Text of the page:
Machine operators work in many environments, including construction sites, manufacturing facilities and warehouses. They operate machines to move material, build structures and fabricate products. Material-handling machine operators transport goods as needed at work sites. Construction equipment machine operators use heavy machinery for completing construction projects. Manufacturing machine operators use machines to cut and shape different materials into parts and products. Duties and responsibilities of an operator depend on the work environment and necessary machines.
Material handlers usually operate forklifts, conveyors, tractors, cranes, derricks, front-end loaders, hydraulic booms and excavators to move materials. Typical duties and responsibilities include setting up and inspecting equipment, controlling equipment to get the job done safely and keeping track of material moved. There are also work-site-specific duties. For example, forklift or tractor operators tend to move material too big or heavy to move by hand. Backhoe or bulldozer operators dig up and move soil and other items at construction sites.
Some machine operators at construction sites use equipment to move rocks, debris and other material to clear and grade land to prepare for construction of roads, buildings and other structures. Others operate machines to compact the earth or pave and level asphalt. Because certain utilities are needed at construction sites, some machine operators run air compressors and generators. Specific duties and responsibilities depend on the construction site and equipment needed for the job. Whatever the job, these operators must work with other construction crew members to coordinate movement activities.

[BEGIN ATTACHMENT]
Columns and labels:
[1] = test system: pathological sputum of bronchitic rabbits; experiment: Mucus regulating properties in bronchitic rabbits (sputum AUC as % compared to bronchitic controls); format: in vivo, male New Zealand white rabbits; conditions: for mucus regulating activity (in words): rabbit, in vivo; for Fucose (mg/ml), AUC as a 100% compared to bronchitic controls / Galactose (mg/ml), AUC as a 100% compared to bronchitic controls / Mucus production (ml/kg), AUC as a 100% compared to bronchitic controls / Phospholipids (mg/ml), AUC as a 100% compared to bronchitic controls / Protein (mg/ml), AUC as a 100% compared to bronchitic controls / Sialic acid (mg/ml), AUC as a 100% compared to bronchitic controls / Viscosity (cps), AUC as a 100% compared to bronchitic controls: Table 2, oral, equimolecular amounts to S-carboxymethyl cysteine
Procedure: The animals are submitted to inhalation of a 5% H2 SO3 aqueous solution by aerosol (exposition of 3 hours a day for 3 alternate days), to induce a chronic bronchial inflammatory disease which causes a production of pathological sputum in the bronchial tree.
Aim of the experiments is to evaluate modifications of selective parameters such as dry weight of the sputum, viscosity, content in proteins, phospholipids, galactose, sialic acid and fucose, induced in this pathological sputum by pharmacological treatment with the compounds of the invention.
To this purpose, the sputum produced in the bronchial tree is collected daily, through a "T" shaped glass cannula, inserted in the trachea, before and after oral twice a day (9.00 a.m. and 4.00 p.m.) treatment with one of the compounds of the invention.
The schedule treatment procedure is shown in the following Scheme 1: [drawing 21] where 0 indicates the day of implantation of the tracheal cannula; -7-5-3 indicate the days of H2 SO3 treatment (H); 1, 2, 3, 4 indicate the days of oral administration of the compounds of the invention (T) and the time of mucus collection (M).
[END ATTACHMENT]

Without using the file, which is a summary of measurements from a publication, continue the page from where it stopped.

Many retail products you buy that are made of metal and plastic are possible because of machine operators. Machine operators in a manufacturing environment set up and operate equipment according to production schedules. The type of machines used include computer numerical control machines, lathes, power presses, grinders, welders, and molding and casting machines. These operators set up and prepare the machines for production runs, make adjustments and changeovers, feed raw material into the machines, remove finished product and program computer-controlled machines. These machine operators also test and measure completed parts and record production data.
Avoiding injury to yourself and others is a major responsibility for machine operators. Before using equipment, operators need training -- either from the equipment manufacturer or another qualified expert. Machine operators must receive training on safe operating procedures and applicable safety rules. Safety responsibilities include using proper machine guards and knowing the location of control switches, power buttons and emergency stops. An operator is also responsible for inspecting machines before use and using required personal protective equipment.
Deb Dupree has been an active writer throughout her career in the corporate world and in public service since 1982. She has written numerous corporate and educational documents including project reports, procedures and employee training programs. She has a Bachelor of Science in chemical engineering from the University of Tennessee.